Intermarriage is an opportunity

Conservative Judaism’s new narrative on Jewish intermarriage

In Short

While other Jewish movements have been opening their tents wider for a while now, it is exciting to see how the most centrist movement is navigating tradition and modernity in new ways.

When I was newly pregnant in 2001, my partner of another faith and I went “shul shopping,” visiting multiple Jewish congregations to find our spiritual home and community. We arrived at the Shabbat service at a Conservative synagogue and sat down. An usher approached and asked my spouse, “Are you Jewish?” The usher held a kippah and tallit in their hands, ready to hand them over if they answered “yes.” The intention was a good one, however the impact was that we felt alienated and did not join that synagogue. Identity is personal and being asked about one’s religion questions one’s right to be in a Jewish space.   

The Conservative movement has evolved in its thinking about intermarriage since my family, and undoubtedly many others, had that personal experience. The “continuity crisis” narrative that dominated communal discourse for decades was based on assumptions that people who intermarry cease to identify as Jewish, be involved in the community, or raise Jewish children. This linear thinking equated intermarriage with extinction, labeled it a “threat” to Jewish continuity, and held communal consciousness in a vise grip until quite recently. It simultaneously ignored change over time, and the rise of new ethnicity, feminism and evolving gender roles found in more interdisciplinary research. Today, Jewish families look different than they did according to the heteronormative and Ashkenormative thinkers who ignored the diversity within the Jewish community. Leaders in the Conservative movement are increasingly eager to embrace the complexity of Jewish families, and there is growing momentum to be more inclusive of interfaith couples, which are often faith/faithless rather than dual faith, or mixed heritages. When I asked Rabbi Jacob Blumenthal, CEO of USCJ and the Rabbinical Assembly, he responded: “Intermarriage is an opportunity, not a curse. We need to stop seeing intermarriage as a failure or betrayal, [and start] seeing that these are people engaged in loving relationships. We need to support them and engage them in loving ways in Jewish life.” In 2017, the USCJ General Assembly made the historic decision to allow people of other faith backgrounds to become members of synagogues, enabling all members of interfaith couples and families to belong. The Conservative movement showed it was interested in learning from the past to build a stronger future when I was invited to speak at the 2019 USCJ/RA biennial convention. Hiring me full-time as USCJ interfaith specialist signals that embracing inclusivity is essential to a twenty-first century authentic and dynamic Judaism.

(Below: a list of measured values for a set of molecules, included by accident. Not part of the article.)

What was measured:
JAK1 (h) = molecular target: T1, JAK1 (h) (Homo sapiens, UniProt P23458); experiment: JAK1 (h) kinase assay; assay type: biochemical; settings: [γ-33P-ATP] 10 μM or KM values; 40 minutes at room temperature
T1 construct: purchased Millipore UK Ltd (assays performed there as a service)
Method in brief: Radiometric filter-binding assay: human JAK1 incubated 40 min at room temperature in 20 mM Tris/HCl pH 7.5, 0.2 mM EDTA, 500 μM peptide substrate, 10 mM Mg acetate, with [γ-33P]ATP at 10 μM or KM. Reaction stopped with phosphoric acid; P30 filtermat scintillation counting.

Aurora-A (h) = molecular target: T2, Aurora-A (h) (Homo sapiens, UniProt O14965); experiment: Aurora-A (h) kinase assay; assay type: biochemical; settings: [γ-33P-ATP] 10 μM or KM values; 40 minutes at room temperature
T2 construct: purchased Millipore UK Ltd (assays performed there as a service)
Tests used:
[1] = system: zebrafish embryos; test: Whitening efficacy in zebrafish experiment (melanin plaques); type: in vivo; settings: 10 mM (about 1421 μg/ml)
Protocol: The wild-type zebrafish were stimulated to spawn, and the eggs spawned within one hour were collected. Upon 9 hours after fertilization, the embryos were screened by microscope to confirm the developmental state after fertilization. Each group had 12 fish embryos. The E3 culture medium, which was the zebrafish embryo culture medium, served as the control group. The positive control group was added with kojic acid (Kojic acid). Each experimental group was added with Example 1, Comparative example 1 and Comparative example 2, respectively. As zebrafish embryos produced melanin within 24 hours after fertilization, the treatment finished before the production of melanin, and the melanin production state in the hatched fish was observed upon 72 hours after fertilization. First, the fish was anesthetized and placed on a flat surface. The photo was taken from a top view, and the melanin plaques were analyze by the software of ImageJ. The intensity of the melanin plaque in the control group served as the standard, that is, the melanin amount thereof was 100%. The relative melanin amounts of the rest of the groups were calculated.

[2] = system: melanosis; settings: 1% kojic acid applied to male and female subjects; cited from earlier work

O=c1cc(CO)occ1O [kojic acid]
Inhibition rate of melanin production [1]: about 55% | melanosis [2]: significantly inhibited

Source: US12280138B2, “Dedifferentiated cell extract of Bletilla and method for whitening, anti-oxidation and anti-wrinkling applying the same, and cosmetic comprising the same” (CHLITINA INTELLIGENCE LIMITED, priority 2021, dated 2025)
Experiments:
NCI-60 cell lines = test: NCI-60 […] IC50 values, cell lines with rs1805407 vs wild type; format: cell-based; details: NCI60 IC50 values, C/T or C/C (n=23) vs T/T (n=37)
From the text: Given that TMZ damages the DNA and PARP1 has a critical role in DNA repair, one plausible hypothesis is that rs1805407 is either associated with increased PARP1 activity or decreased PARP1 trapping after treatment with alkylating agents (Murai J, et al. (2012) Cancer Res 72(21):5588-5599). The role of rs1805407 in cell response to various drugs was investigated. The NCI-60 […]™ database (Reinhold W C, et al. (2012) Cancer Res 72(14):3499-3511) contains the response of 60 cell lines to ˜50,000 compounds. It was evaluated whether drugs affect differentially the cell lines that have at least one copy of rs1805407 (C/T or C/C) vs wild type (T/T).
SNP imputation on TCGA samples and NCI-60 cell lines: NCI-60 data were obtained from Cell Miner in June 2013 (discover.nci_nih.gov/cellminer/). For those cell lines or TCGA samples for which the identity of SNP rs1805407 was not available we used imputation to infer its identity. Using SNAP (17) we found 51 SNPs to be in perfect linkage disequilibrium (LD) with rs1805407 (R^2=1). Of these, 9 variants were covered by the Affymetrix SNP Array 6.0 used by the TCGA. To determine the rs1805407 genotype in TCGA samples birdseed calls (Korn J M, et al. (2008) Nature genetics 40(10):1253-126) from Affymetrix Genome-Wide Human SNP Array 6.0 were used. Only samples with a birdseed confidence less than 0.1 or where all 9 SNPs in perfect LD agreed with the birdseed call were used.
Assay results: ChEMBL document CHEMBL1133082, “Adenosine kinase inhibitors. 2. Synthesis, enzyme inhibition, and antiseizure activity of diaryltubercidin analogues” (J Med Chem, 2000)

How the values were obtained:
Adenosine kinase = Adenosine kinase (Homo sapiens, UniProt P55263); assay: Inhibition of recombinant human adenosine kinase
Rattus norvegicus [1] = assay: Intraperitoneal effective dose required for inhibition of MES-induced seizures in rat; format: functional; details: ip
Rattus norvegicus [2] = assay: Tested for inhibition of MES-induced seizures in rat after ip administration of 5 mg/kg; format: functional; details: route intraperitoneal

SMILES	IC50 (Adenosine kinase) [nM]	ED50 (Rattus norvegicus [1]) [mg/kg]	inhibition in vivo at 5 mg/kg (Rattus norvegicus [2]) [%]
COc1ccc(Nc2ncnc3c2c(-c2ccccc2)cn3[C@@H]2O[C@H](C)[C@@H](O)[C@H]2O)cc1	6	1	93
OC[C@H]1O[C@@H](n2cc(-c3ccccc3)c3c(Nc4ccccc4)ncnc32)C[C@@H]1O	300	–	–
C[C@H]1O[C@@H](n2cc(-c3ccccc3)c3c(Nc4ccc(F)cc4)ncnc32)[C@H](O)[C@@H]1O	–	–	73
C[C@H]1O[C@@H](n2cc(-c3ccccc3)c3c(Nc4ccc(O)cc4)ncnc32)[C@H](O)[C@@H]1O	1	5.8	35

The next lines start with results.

I recognize the duality of asking interfaith couples to find a place within our movement when it does not fully endorse their marriages through officiation. And to be sure, there is a lot of discussion around that issue among our clergy, lay leaders and congregants. The new USCJ/RA cohort program, “Rimonim for Rabbis” (launched February 3) is creating space for learning and sharing across pulpits, Hillels, day schools and more. New approaches to inclusion demonstrate the vital importance of human interactions with all community members. Clergy can build relationships with and show up for interfaith couples and families, including being present on their big day. One rabbi who attended their first interfaith wedding shared with me how important their presence was to the relationship with their congregants. In addition, the sky did not fall. Attendance and wishing mazal tov signal the celebration of two human beings who found each other; it neither condones nor condemns intermarriage. As another pulpit rabbi shared with me, they treat all members as their congregants regardless of who is the Jewish partner.